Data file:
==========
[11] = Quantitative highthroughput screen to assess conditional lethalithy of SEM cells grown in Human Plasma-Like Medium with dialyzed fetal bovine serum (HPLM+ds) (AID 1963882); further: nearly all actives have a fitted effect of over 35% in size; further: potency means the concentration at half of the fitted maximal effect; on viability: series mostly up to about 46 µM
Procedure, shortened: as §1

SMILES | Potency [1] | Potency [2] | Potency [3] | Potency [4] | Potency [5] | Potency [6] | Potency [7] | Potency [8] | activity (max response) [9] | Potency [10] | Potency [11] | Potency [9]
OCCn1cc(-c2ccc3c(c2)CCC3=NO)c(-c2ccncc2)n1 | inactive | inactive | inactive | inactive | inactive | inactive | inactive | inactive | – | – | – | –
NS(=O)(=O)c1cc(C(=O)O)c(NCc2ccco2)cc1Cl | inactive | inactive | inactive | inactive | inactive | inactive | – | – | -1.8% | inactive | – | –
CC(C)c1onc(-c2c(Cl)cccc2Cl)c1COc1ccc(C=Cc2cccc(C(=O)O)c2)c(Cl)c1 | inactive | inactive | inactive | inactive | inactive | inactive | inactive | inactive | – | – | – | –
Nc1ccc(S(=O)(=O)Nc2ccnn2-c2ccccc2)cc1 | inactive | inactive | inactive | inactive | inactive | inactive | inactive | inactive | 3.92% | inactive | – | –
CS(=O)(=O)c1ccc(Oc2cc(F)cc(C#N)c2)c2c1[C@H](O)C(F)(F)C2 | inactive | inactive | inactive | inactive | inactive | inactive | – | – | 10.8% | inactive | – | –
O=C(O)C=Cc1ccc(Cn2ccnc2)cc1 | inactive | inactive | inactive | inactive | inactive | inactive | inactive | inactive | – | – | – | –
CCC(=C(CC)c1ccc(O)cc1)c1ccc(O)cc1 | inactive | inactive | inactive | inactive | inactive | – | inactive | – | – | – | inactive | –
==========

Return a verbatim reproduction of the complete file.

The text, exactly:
[11] = Quantitative highthroughput screen to assess conditional lethalithy of SEM cells grown in Human Plasma-Like Medium with dialyzed fetal bovine serum (HPLM+ds) (AID 1963882); further: nearly all actives have a fitted effect of over 35% in size; further: potency means the concentration at half of the fitted maximal effect; on viability: series mostly up to about 46 µM
Procedure, shortened: as §1

SMILES | Potency [1] | Potency [2] | Potency [3] | Potency [4] | Potency [5] | Potency [6] | Potency [7] | Potency [8] | activity (max response) [9] | Potency [10] | Potency [11] | Potency [9]
OCCn1cc(-c2ccc3c(c2)CCC3=NO)c(-c2ccncc2)n1 | inactive | inactive | inactive | inactive | inactive | inactive | inactive | inactive | – | – | – | –
NS(=O)(=O)c1cc(C(=O)O)c(NCc2ccco2)cc1Cl | inactive | inactive | inactive | inactive | inactive | inactive | – | – | -1.8% | inactive | – | –
CC(C)c1onc(-c2c(Cl)cccc2Cl)c1COc1ccc(C=Cc2cccc(C(=O)O)c2)c(Cl)c1 | inactive | inactive | inactive | inactive | inactive | inactive | inactive | inactive | – | – | – | –
Nc1ccc(S(=O)(=O)Nc2ccnn2-c2ccccc2)cc1 | inactive | inactive | inactive | inactive | inactive | inactive | inactive | inactive | 3.92% | inactive | – | –
CS(=O)(=O)c1ccc(Oc2cc(F)cc(C#N)c2)c2c1[C@H](O)C(F)(F)C2 | inactive | inactive | inactive | inactive | inactive | inactive | – | – | 10.8% | inactive | – | –
O=C(O)C=Cc1ccc(Cn2ccnc2)cc1 | inactive | inactive | inactive | inactive | inactive | inactive | inactive | inactive | – | – | – | –
CCC(=C(CC)c1ccc(O)cc1)c1ccc(O)cc1 | inactive | inactive | inactive | inactive | inactive | – | inactive | – | – | – | inactive | –